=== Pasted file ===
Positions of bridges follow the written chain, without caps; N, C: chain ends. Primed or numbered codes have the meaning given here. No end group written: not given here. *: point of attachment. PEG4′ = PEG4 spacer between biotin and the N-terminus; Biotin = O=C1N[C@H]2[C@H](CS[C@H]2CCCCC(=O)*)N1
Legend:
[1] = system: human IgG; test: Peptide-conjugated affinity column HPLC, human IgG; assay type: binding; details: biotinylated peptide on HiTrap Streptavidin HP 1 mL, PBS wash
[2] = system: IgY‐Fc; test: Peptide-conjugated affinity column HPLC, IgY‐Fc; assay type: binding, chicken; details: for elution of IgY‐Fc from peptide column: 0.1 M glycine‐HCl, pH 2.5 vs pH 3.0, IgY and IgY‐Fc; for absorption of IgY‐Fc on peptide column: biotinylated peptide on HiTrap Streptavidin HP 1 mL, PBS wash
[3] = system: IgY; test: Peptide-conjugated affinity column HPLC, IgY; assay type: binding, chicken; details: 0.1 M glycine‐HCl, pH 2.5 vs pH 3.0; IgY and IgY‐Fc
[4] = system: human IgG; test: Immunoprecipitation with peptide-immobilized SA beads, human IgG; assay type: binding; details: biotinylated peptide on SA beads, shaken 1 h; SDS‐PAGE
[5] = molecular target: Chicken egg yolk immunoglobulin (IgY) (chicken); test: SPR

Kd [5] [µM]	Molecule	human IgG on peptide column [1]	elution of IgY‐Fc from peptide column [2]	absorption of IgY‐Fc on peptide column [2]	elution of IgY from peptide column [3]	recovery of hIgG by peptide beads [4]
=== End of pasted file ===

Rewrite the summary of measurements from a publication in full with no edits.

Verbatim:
Positions of bridges follow the written chain, without caps; N, C: chain ends. Primed or numbered codes have the meaning given here. No end group written: not given here. *: point of attachment. PEG4′ = PEG4 spacer between biotin and the N-terminus; Biotin = O=C1N[C@H]2[C@H](CS[C@H]2CCCCC(=O)*)N1
Legend:
[1] = system: human IgG; test: Peptide-conjugated affinity column HPLC, human IgG; assay type: binding; details: biotinylated peptide on HiTrap Streptavidin HP 1 mL, PBS wash
[2] = system: IgY‐Fc; test: Peptide-conjugated affinity column HPLC, IgY‐Fc; assay type: binding, chicken; details: for elution of IgY‐Fc from peptide column: 0.1 M glycine‐HCl, pH 2.5 vs pH 3.0, IgY and IgY‐Fc; for absorption of IgY‐Fc on peptide column: biotinylated peptide on HiTrap Streptavidin HP 1 mL, PBS wash
[3] = system: IgY; test: Peptide-conjugated affinity column HPLC, IgY; assay type: binding, chicken; details: 0.1 M glycine‐HCl, pH 2.5 vs pH 3.0; IgY and IgY‐Fc
[4] = system: human IgG; test: Immunoprecipitation with peptide-immobilized SA beads, human IgG; assay type: binding; details: biotinylated peptide on SA beads, shaken 1 h; SDS‐PAGE
[5] = molecular target: Chicken egg yolk immunoglobulin (IgY) (chicken); test: SPR

Kd [5] [µM]	Molecule	human IgG on peptide column [1]	elution of IgY‐Fc from peptide column [2]	absorption of IgY‐Fc on peptide column [2]	elution of IgY from peptide column [3]	recovery of hIgG by peptide beads [4]